Suffering from lackluster demand in China, Apple has taken the step to slash prices by close to 6 percent in the country.
According to a report in CNBC, citing the Cupertino, California iPhone maker's online store in China, the cuts are across the board on its iPhones, iPads, Macs, and Airpods. As one example, an iPhone XR is now priced 4.6 percent lower than it was at the end of March, the report said.
The price cuts were prompted by lower than anticipated demand for iPhones in China, Taiwan and Hong Kong, the news outlet reported. Apple blamed its fourth-quarter revenue shortfall on its China business, with CEO Tim Cook saying at the time the shortfall was 100 percent due to iPhone sales, largely in China. As of the fourth quarter, China accounted for around 15 percent of Apple's sales.
Demand has been slumping in China for Apple products in part because of the hefty price tag. Chinese competitors are cramming the same technology as Apple in their smartphones but are charging a fraction of the cost. Additionally, the smartphone market is getting saturated. Consumers are holding on to their phones for longer, lengthening the replacement cycle. All of that has hurt Apple the most, with its stature declining in the country.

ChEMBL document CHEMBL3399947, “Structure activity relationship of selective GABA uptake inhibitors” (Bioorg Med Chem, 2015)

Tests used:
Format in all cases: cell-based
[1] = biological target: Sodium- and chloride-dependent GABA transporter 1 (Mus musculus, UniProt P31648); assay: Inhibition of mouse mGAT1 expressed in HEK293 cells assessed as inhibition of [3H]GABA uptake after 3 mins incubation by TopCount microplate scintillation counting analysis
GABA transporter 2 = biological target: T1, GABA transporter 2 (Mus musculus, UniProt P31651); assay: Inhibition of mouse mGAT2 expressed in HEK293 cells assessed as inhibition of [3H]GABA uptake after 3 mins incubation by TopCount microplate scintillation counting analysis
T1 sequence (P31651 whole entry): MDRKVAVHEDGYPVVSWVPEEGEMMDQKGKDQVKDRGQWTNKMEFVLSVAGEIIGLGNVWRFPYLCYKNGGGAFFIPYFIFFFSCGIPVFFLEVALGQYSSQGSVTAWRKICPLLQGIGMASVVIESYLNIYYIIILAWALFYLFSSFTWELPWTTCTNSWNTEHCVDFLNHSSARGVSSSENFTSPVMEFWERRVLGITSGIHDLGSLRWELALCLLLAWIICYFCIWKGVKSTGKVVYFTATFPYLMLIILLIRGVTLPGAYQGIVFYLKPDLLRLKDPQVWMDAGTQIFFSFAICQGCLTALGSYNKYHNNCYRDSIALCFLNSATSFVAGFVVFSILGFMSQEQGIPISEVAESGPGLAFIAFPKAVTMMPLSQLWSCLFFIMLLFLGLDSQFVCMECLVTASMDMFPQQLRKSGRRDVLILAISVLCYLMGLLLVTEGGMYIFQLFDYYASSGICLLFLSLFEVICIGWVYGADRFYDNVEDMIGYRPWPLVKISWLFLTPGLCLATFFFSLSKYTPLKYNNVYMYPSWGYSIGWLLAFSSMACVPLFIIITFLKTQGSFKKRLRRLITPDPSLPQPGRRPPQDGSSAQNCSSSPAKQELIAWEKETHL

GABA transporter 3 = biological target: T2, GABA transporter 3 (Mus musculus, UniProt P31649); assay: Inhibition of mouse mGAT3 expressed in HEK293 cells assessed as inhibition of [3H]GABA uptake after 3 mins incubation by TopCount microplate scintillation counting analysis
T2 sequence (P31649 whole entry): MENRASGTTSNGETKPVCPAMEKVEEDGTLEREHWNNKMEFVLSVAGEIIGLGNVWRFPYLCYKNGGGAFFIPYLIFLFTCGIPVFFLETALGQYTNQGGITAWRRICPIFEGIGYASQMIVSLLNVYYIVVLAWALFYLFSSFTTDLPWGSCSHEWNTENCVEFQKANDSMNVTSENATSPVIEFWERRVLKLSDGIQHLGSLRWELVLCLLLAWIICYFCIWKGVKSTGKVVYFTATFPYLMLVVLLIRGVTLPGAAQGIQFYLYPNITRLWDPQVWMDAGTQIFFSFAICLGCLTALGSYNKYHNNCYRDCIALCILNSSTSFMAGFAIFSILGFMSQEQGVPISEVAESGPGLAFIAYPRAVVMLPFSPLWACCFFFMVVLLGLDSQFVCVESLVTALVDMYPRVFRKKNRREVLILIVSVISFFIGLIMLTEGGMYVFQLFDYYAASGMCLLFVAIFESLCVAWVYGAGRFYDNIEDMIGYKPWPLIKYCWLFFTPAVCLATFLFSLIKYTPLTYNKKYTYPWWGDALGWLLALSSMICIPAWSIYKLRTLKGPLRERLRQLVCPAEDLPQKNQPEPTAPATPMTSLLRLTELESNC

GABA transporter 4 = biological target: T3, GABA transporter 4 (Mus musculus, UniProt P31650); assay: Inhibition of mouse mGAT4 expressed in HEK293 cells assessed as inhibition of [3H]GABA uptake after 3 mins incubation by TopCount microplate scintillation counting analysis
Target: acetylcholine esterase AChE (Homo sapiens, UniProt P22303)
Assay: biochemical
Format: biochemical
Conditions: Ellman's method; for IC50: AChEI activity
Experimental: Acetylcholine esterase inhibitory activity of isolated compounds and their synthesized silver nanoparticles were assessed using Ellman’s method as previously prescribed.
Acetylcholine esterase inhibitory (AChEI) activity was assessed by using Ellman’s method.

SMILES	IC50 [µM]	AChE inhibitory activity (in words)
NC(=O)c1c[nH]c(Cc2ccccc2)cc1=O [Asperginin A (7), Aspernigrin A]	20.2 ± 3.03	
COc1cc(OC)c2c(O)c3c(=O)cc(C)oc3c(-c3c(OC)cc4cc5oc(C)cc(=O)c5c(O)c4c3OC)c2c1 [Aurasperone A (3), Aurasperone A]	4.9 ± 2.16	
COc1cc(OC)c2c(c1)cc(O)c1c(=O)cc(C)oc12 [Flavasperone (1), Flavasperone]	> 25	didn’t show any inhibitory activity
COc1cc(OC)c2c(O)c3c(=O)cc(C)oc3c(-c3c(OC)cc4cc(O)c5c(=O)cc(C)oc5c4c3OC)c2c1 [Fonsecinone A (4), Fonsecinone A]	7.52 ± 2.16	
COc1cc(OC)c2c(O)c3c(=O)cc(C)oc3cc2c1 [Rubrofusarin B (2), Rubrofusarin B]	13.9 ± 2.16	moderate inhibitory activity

With sales of the iPhone slumping, Apple has been in diversification mode, focusing more on services revenue. That encompasses everything for iTunes to Apple Pay. On the payments front, last week Apple launched the Apple Card, a new credit card that has zero fees and lower interest rates than what's on the market now. Users of the credit card will get 2 percent cash back for purchases made with Apple Pay and 1 percent cash back on all non-Apple Pay purchases. Apple makes it easy for customers to apply; they sign up through their Apple Wallet with their accounts funded almost instantly in some cases. The Apple Card will be available in the summer.